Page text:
Female university graduates in the Czech Republic earn an average 29
percent less than their male graduate colleagues, according to a study
commissioned by the Ministry of Labour and Social Affairs. Women who have
completed third-level education are paid an average CZK 15,000 less than
their male counterparts.
The Czech Republic has the second highest gap between pay levels for male and female graduates in the European Union. The average gap across the bloc is 22 percent.
Czech unions have prepared a list of ten requirements for the future
government to fulfill during its mandate. One of the requirements is to
raise the minimum wage to 50 percent of the average wage within the next
four years, the head of the Czech Confederation of Trade Unions Josef
Středula said in a debate on Czech Television on Sunday. According to him,
the unions will present the requirements in the coming days.
The government decided in August to increase the minimum wage by 11 percent to 12,200 crowns as of next year. That should be about 40 percent of the average wage, which reached 29,346 crowns in the second quarter of 2017.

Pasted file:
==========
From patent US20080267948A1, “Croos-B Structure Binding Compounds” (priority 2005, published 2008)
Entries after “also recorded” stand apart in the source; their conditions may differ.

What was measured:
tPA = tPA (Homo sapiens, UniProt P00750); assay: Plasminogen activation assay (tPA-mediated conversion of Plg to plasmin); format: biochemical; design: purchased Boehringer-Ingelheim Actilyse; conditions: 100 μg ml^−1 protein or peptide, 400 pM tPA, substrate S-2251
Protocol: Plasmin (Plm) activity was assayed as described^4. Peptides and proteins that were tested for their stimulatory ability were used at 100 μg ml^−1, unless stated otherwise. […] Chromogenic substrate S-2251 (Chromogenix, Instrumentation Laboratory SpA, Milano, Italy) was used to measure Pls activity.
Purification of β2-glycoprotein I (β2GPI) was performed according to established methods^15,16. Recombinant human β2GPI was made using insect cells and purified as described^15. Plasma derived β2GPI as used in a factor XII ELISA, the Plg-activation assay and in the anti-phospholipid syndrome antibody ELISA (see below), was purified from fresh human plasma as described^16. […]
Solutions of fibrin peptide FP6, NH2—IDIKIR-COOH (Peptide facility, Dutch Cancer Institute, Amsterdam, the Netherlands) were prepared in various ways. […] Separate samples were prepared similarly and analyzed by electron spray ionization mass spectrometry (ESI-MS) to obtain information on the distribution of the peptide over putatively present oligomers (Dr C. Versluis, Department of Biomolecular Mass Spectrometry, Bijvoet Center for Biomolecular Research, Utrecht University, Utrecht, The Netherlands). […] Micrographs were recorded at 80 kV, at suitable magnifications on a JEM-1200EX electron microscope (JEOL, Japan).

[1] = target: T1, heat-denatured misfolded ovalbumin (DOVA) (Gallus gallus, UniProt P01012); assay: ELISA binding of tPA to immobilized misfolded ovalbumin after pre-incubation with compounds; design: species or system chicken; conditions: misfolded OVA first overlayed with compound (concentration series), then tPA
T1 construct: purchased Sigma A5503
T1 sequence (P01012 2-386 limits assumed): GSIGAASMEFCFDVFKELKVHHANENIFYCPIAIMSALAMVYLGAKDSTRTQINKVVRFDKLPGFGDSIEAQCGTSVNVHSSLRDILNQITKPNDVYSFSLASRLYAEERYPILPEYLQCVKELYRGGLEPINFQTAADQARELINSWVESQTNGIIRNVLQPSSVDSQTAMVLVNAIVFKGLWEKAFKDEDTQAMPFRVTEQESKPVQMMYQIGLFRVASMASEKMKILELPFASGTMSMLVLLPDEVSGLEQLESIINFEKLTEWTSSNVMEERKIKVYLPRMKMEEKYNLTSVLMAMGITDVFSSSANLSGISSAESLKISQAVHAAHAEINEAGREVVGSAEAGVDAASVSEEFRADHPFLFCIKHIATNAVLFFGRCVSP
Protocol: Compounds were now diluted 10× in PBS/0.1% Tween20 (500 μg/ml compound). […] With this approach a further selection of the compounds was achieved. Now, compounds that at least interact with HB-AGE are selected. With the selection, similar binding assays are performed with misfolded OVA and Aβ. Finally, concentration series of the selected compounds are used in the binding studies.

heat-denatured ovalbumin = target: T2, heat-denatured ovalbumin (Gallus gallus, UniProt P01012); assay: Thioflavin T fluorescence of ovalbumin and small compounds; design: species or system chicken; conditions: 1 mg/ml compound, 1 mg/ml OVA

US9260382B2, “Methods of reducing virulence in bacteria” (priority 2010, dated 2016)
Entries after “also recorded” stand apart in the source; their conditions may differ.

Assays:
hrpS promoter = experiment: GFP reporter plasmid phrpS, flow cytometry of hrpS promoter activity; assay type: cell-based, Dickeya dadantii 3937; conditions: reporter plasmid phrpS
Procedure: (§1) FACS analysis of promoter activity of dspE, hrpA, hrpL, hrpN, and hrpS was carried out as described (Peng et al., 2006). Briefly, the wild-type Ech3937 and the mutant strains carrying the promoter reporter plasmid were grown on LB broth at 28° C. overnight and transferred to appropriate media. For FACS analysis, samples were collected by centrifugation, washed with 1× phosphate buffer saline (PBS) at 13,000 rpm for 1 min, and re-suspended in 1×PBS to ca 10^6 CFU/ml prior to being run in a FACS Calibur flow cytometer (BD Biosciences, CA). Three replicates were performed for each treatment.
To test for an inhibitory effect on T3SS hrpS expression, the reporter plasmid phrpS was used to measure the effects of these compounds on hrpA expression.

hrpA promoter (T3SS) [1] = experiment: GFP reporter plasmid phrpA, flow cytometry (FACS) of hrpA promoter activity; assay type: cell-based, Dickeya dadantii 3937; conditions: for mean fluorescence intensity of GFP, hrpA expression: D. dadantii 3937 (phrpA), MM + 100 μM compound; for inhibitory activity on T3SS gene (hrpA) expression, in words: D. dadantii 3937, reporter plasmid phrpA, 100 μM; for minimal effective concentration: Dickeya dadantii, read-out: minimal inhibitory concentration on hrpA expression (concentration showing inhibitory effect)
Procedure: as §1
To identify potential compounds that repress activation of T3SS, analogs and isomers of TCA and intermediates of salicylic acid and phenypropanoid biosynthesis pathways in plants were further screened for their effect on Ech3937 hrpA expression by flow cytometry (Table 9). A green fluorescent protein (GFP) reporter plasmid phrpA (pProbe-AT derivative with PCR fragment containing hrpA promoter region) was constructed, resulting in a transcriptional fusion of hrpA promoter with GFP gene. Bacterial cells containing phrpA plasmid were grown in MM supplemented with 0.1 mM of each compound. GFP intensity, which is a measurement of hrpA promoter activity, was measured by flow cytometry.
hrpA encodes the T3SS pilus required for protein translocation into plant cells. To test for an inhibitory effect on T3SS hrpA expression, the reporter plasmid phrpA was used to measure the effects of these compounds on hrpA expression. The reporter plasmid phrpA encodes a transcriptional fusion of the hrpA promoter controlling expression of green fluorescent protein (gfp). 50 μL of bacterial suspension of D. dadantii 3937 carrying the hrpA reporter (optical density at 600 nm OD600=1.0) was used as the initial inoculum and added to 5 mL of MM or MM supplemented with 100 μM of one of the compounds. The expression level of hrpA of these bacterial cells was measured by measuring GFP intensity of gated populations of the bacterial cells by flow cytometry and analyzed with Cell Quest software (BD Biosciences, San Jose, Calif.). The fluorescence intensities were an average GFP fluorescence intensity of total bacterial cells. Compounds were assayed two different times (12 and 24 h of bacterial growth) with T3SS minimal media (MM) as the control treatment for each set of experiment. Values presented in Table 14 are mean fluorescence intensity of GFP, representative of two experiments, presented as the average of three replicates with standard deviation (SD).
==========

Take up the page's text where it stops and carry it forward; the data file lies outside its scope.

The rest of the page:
GPs, outpatient specialists and dentists around the country held a symbolic nationwide protest on Tuesday against inadequate financing and excessive bureaucracy that is driving many of them out of business. They warned that the symbolic protest would be followed by a one day strike if the government fails to pay heed.
Unemployment in September dropped to below four percent, in line with analysts’ predictions, the ctk news agency reported. September’s unemployment was 3.9 down from 4 percent in August. According to economist Lukas Kovanda due to the lack of skilled workers more firms are now taking in graduates fresh out of school whereas in the past they demanded work experience. Unemployment had not dropped below 4 percent since October of 2008.
Slovakia can serve as an example to the Czech Republic as regards adoption
of the euro and the growth of the minimal wage, the speaker of the Czech
lower house Jan Hamáček said on an official visit to Slovakia on
Mr. Hamáček also praised the excellent relations between the two neighbor states, saying they were the best in history. It seems we needed to break-up in order to meet again in the European Union, Hamáček told reporters in Bratislava.
The speaker of the Slovak lower house Andrej Danko noted that the two countries had a great deal in common and faced similar problems.